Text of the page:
Pulsatile flow of thixotropic fluids is investigated numerically in a partially-constricted tube assuming that the fluid obeys Moore's structural model as is constitutive equation. Assuming that the flow is laminar, incompressible, two-dimensional and axisymmetric, the equations of motion are simplified using lubrication theory. The simplified equations are then solved numerically using the finite difference method. A suitable coordinate transformation is used to immobilize the boundary of the tube. The effect of the structure breakdown/reformation parameters is investigated on the velocity field and wall shear stress distribution. The importance of the geometrical parameters of the constriction is also investigated on the flow characteristics.
In the present work, the collapse of a single non-spherical gas bubble situated above a rigid wall and surrounded by a viscoelastic liquid is studied numerically using the boundary element method (BEM). Assuming that the liquid obeys the “material” Maxwell model as its constitutive equation, the modified viscous potential theory developed by Lind and Phillips32) is used to investigate the role played by the buoyancy and Bjerkness forces on the bubble collapse. To simplify the analysis, the bubble is assumed to retain its axisymmetric shape during its collapse. Also, the non-condensible perfect gas inside the bubble is assumed to undergo an adiabatic process during the bubble's collapse. The numerical results show that at the latest stages of the collapse, an oscillating liquid jet is developed if the Bjerknes and buoyancy forces are more dominant than the viscous and elastic forces. However, if viscous and elastic effects are more dominant, there will be no liquid jet formed near the wall with the bubble preserving its nearly spherical shape all throughout its oscillatory motions.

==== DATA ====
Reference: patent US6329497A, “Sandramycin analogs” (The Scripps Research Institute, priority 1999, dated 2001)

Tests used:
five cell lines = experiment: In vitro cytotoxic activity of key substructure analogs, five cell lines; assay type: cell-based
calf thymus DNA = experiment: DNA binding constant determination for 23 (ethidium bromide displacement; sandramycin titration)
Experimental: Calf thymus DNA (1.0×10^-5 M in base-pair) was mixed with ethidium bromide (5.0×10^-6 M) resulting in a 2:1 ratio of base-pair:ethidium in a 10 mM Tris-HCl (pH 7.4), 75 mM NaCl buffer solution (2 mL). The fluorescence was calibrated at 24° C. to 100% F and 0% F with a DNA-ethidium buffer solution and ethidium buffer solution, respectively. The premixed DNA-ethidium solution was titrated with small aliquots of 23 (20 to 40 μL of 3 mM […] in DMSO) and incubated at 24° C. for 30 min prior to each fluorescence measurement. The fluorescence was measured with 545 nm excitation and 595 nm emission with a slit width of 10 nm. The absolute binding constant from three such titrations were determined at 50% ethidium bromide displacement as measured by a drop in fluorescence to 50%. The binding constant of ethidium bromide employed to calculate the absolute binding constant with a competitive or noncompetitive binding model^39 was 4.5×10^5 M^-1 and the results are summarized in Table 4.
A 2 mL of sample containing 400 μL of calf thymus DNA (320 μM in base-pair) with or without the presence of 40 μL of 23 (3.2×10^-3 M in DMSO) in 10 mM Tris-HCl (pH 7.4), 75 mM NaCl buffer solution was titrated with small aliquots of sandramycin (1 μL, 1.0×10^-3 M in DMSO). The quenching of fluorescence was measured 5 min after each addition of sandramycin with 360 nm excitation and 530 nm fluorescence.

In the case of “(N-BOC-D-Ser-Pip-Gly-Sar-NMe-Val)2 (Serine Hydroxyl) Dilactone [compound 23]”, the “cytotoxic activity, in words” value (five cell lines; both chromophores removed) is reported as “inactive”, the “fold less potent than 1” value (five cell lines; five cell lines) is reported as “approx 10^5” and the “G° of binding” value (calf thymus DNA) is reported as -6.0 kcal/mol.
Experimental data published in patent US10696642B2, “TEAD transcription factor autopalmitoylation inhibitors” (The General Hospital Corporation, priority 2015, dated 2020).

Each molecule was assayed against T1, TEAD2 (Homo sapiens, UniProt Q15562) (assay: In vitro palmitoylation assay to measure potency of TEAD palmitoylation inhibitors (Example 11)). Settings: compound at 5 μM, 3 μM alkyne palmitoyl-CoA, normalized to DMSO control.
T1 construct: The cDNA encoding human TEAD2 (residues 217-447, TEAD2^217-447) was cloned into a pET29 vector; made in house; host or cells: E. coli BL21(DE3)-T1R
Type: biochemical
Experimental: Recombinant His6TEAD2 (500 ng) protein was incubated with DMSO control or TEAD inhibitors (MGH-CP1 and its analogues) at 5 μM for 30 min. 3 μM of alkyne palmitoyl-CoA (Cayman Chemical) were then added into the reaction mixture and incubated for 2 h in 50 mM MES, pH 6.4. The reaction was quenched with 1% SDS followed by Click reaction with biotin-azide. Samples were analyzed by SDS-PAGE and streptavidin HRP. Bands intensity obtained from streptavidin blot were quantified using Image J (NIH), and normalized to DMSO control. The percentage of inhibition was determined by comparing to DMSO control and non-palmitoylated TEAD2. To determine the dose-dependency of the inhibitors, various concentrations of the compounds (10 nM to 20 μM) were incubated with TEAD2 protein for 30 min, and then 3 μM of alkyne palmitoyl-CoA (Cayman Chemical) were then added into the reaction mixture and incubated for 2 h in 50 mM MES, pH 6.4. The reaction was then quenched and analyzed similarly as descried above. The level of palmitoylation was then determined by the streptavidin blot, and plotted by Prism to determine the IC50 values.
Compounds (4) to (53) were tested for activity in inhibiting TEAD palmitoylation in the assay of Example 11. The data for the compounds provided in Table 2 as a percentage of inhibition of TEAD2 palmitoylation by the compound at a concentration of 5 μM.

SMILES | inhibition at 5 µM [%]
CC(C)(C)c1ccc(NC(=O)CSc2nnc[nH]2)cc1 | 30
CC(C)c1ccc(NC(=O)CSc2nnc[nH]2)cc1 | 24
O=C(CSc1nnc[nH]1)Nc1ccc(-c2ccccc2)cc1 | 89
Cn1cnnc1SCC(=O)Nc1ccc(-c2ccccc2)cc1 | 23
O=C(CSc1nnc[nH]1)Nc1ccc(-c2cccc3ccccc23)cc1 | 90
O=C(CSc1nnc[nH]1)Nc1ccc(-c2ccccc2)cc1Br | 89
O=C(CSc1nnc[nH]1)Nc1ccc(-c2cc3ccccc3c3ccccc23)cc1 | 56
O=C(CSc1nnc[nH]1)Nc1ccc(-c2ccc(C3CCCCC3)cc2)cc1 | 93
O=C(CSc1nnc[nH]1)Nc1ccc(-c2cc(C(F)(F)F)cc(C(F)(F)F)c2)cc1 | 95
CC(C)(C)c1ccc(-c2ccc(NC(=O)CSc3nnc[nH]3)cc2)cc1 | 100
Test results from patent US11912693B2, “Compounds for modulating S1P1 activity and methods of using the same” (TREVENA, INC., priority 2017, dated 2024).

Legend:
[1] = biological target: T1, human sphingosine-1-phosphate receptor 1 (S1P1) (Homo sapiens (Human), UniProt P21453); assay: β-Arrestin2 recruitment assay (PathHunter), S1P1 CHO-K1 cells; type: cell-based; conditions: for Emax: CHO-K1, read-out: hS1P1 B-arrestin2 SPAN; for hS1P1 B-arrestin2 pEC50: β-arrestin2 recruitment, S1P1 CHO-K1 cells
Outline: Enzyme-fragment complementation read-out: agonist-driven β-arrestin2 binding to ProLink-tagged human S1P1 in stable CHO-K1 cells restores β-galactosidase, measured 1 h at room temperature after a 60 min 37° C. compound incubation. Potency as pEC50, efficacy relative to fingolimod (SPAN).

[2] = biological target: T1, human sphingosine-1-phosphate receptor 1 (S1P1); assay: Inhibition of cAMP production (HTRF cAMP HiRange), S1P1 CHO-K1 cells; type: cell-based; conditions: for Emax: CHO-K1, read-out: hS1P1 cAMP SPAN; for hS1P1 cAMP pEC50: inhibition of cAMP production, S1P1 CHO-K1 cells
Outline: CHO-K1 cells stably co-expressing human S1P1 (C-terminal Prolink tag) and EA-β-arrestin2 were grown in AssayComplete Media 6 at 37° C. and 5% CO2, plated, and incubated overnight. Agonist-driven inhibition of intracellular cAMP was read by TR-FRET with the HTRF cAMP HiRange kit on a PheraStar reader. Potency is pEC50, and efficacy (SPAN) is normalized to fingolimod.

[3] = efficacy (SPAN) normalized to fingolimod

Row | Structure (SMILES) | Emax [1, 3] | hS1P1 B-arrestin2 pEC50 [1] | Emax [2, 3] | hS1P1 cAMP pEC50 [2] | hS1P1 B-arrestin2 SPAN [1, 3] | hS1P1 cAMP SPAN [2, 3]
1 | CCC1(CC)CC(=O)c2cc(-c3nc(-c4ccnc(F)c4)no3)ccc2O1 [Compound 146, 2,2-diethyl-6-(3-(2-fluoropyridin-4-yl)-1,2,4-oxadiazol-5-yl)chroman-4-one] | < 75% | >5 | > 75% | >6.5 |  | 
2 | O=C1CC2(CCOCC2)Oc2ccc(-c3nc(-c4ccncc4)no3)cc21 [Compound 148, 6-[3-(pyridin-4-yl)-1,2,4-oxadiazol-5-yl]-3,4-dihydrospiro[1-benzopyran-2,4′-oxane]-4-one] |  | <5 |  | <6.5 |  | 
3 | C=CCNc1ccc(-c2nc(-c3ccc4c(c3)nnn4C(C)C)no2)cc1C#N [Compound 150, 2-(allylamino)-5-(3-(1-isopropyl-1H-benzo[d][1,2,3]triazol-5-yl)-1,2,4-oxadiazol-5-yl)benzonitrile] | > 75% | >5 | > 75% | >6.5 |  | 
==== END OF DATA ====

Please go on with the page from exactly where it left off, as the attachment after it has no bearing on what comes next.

We investigated the laminar and turbulent impinging jet for drag reducing surfactant solutions. The counterion was added at the molecular ratio to surfactant of 1:1 or 10:1. Although both solutions showed turbulent drag reduction in pipe flow, different flow was observed in the impinging wall flow depending on the counterion concentration. The solution with equimolar counterions showed the rheological behavior such as a Bingham plastic in an impinging jet, and the radial wall flow was blocked at some radial location by surrounding quiescent solution and turned perpendicular to wall. The radius of this wall flow was increased with the Reynolds number. When the impinging wall flow was turbulent, the shear flow and turbulence appeared in the thin wall layer between impinging wall and quiescent solution. By contrast, the surfactant solution with excess counterions developed laminar and turbulent boundary layer flow on the impinging wall similarly as water. These flow characteristics were consistent with the past study, which showed that the surfactant solution with excess counterions maintained the similar heat transfer as water.